Browsing Publications - North East Ambulance Service by Subject "Advanced Life Support"
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Can paramedics perform and evaluate a focused echocardiogram during a simulated 10-second pulse check, after a one-day training course?Abstract published with permission. Aim ‐ To assess whether paramedics can be trained to perform basic echocardiograms in the 10-second pulse check window during a simulated advanced life support (ALS) resuscitation. Introduction ‐ Cardiac arrest survival in the UK varies between 2% and 12%. Management of cardiac arrests concentrates on the detection of reversible causes, which is limited pre-hospitally due to a lack of equipment. Ultrasound machines are now small enough for pre-hospital use and may assist in the detection of some of these causes. There is currently no evidence to suggest the best methodology or required course duration to train paramedics to use ultrasound, or to indicate whether ultrasound simulation could be beneficial. Methods ‐ Ten volunteer paramedics were trained to perform focused echocardiograms using handheld ultrasounds and an ultrasound simulator. The training involved six hours of teaching and practical training, at the end of which the participants were assessed using objective structured clinical examinations (OSCEs) on an ultrasound simulator with three different pathologies which were relevant in cardiac arrest management. Results ‐ Paramedics were able to get a view of the heart during the assessments in 96.7% of the OSCEs, but were only able to accurately recognise the pathologies of the condition in 50%. Overall, the participants demonstrated simulated competence in 46.7% of the OSCEs. Conclusion ‐ Paramedics can be trained to gain a view of the heart using focused echocardiograms after a one-day course, but are not consistently able to determine the cardiac activity or pathology from the echocardiogram.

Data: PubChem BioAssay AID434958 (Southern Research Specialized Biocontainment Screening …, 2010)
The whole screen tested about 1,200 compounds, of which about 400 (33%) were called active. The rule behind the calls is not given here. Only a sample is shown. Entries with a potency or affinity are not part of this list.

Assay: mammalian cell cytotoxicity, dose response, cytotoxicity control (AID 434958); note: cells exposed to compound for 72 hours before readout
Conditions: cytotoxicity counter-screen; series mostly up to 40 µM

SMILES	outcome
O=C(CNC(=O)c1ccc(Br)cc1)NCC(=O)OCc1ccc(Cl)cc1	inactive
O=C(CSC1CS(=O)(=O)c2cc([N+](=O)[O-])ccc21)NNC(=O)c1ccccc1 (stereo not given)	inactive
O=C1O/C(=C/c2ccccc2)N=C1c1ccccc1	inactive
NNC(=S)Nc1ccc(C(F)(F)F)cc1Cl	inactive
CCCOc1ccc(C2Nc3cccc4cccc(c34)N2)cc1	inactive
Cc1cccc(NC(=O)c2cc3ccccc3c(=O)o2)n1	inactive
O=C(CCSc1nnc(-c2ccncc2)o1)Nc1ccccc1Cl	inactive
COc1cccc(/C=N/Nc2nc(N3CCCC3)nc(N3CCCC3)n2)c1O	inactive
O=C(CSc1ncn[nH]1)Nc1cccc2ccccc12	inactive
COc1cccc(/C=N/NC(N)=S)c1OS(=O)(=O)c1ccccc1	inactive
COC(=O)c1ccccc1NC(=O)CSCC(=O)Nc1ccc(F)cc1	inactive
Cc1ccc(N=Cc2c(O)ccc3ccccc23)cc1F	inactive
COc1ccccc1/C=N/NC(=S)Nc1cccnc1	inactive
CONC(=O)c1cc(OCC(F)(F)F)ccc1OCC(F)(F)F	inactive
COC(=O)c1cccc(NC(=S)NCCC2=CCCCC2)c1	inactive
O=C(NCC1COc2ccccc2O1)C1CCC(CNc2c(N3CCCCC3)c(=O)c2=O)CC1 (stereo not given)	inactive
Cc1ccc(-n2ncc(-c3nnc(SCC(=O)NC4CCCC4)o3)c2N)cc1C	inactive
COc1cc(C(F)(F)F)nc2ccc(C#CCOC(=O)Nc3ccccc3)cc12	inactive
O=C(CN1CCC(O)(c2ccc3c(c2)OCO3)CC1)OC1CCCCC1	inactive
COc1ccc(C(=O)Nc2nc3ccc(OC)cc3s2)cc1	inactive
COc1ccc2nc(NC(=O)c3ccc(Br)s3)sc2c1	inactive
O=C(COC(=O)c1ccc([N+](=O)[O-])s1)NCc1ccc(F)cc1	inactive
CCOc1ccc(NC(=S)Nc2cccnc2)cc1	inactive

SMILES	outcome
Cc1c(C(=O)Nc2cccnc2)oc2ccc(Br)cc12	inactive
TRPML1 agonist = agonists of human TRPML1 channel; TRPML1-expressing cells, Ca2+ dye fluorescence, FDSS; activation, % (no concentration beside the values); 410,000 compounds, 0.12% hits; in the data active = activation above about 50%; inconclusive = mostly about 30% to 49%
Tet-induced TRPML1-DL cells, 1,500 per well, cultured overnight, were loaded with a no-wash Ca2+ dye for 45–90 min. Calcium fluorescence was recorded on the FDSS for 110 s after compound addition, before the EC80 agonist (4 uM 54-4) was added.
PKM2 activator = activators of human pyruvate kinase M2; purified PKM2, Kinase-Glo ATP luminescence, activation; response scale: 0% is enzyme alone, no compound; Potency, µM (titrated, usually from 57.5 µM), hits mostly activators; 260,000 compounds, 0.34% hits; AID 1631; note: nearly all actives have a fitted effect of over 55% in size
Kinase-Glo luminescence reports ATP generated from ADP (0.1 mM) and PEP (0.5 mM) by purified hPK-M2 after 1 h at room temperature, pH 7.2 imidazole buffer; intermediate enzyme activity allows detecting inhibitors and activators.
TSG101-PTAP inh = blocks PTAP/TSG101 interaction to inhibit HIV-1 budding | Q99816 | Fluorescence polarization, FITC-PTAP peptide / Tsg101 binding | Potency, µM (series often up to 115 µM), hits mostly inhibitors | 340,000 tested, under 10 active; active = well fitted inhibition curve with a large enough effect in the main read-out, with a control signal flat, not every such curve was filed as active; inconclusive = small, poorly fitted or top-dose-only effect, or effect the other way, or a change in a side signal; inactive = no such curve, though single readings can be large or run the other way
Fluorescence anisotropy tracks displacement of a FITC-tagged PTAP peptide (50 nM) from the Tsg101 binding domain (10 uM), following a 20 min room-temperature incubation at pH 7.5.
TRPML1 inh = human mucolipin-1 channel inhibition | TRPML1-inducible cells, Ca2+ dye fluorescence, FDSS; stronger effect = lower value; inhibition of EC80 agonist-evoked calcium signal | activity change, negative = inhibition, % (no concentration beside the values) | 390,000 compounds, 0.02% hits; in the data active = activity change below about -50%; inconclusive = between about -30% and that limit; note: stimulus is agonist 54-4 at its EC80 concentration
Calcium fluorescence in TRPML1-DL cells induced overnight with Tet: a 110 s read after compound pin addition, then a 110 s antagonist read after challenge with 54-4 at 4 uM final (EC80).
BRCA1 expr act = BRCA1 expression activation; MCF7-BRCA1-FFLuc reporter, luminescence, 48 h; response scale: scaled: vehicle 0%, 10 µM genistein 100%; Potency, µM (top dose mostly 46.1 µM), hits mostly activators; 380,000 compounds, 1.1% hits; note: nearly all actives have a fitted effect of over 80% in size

A review of the pre-ROSC intranasal cooling effectiveness studyAbstract published with permission. With the publication of the 2010 European Resuscitation Council Guidelines, therapeutic hypothermia has been recommended as part of the treatment algorhythm for the management of adult cardiac arrest. As ambulance services around the world struggle to decide on the best method of cooling a patient at the time of the return of spontaneous circulation (ROSC), the ground-breaking ‘PRINCE’ study has been published describing the novel approach of ‘trans-nasal’ evaporative cooling during the peri-arrest period. This study describes a significant difference found on arrival at hospital between the mean tympanic temperatures of the two groups (cooled vs control) following a period of cooling (34.2 °C [SD 1.5 °C] vs 35.5 °C [SD 0.9 °C], P<0.001). In addition, when looking at survival to discharge following out-of-hospital (OOH) cardiac arrest, there was a statistically significant difference in a subgroup of patients where CPR was commenced within 10 minutes of cardiac arrest (56.5% of trans-nasally cooled patients survived to discharge compared with 29.4% of control patients (P=0.04, relative risk =1.9)). This article examines the PRINCE study and considers the implication of this method of inducing therapeutic hypothermia in the out-of-hospital cardiac arrest patient within the UK.